If you think this property is a worthwhile investment expend the money to upgrade the flooring and repair the "other items" you mention - you will have to once you close anyway. Be aware it is a gamble, things can go haywire in a transaction, and it may be lost cash - but it is a simple solution. A path of least resistance to achieving a mortgage and long term tangible investment.

Ana Barlow anabarlow@gmail.com
0 votes
My NC Homes…, Agent, Chapel Hill, NC
Thu Aug 18, 2011
I would simply suggest you tell the Sellers (Big Bank = Small Brain) that either they put in a floor covering (which they 100% knew was required when they accepted your offer which included a financing contingency as this has always been the case) or you're terminating the contract and demanding your earnest money deposit back under the financing contingency in the Offer to Purchase and Contract.

Twenty years ago I used to represent the banks, Fannie -Mae etc listing foreclosures. I t took me all of about a year to realize that their arrogance was only surpassed by their stupidity. I now only help buyers with foreclosures and trust me nothing has changed. The asset managers who handle foreclosure properties for banks are all unworthy of any bonus they may ever receive. I haven't met one in twenty years who ever impressed me as being bright or simply possessing some common sense. I have found the only thing they understand is the threat of losing a deal. If they were stupid enough to accept your offer with a financing contingency then they can pay for throwing some cheap carpet into the house to satisfy your lenders minimal requirements.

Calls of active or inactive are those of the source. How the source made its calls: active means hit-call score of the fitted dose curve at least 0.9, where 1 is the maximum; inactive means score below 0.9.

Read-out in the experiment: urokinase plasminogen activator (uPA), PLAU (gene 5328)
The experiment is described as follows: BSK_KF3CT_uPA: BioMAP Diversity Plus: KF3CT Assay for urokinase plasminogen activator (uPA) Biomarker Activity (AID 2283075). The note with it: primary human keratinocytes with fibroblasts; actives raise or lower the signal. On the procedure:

If they don't then you've got only two choices, walk from the deal, or install your own floor covering though I would strongly advise you against doing this until you own the property and you've done all the other repair work, as flooring is typically one of the last things to go in.
Good Luck.
0 votes
Fred Glick, Agent, Mountain View, CA
Thu Aug 18, 2011
In order for you to get good financing, the only way to cure is take the risk and install the carpet in the house so that you can get a mortgage.

This is the way that banks do business on foreclosures. They just don't have time, patience or want to pay the money.

The only other way is to do a conventional loan with a commercial bank, but you will never get a good interest rate 30 year fixed.

Good luck!

Web Reference:  http://fredglick.com
0 votes